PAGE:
But ultimately, all these suggestions I made don't matter, not because they're unreasonable, but because it probably takes too much freedom away that players already have. And in fairness to top 10 players, maybe they should have some perks. They're the face of the league after all, and promote the NBA worldwide well beyond their teams. I have no issue with players having some control, but I do have a soft spot for the smaller franchise sitting on their hands after their top 10 player asks out before their term, always to LA/NY/Miami.

                    Maybe the solution is not to penalize the player, but to have something to make up for the smaller market franchise that has a non-free agent top 10 player asking out. I don't know much about the NBA cap system (unlike you), but someone here suggested having something in the way allowing/creating more cap space long term for the franchise losing a big fish, like they have it in Europe. I have no idea if it's possible, practical or what would be involved, but the spirit of the change, regardless of what it is, would be to make the smaller franchise up for their loss, without hurting the player.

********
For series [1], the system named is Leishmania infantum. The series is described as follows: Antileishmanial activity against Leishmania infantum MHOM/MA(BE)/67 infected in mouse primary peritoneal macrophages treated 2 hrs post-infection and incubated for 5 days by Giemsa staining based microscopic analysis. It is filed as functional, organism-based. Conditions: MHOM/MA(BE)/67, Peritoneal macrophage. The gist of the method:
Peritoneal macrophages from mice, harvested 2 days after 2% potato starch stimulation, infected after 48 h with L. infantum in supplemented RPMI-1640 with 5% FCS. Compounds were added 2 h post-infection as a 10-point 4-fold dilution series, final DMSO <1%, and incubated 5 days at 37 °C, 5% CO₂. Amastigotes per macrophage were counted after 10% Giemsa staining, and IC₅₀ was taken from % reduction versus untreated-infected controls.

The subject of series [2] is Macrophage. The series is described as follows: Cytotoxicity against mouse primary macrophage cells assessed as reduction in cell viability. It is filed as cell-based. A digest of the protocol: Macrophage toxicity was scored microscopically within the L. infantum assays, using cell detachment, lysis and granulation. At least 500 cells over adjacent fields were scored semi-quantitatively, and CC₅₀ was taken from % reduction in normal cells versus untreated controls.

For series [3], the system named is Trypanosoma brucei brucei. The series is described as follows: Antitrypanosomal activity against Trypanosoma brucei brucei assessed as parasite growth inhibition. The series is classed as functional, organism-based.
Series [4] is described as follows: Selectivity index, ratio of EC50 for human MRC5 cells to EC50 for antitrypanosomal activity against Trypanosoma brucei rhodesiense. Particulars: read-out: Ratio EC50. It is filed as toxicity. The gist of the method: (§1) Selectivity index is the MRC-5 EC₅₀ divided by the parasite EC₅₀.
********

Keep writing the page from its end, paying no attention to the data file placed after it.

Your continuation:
Comment


                    • One issue I noticed in the current structure is that many teams end up paying top dollar in years the player is declining.

                      Chris Paul should have made the money he is making now 5 years ago. Contracts, and players prime years don't reflect each other.

                      I don't have an answer for that but it puts teams in a position of saying, if we take this guy now, only 2 out of these 5 years are going to be optimal....then 2 sub obtimal, then 1 year of, someone please take this contract for a pick